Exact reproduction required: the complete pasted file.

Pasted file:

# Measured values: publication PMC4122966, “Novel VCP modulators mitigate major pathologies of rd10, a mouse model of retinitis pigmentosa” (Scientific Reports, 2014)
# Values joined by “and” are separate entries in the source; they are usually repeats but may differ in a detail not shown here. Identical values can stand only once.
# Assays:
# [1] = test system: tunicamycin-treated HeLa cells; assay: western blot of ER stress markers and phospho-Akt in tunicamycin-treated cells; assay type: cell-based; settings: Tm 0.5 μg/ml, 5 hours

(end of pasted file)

# Measured values: publication PMC4122966, “Novel VCP modulators mitigate major pathologies of rd10, a mouse model of retinitis pigmentosa” (Scientific Reports, 2014)
# Values joined by “and” are separate entries in the source; they are usually repeats but may differ in a detail not shown here. Identical values can stand only once.
# Assays:
# [1] = test system: tunicamycin-treated HeLa cells; assay: western blot of ER stress markers and phospho-Akt in tunicamycin-treated cells; assay type: cell-based; settings: Tm 0.5 μg/ml, 5 hours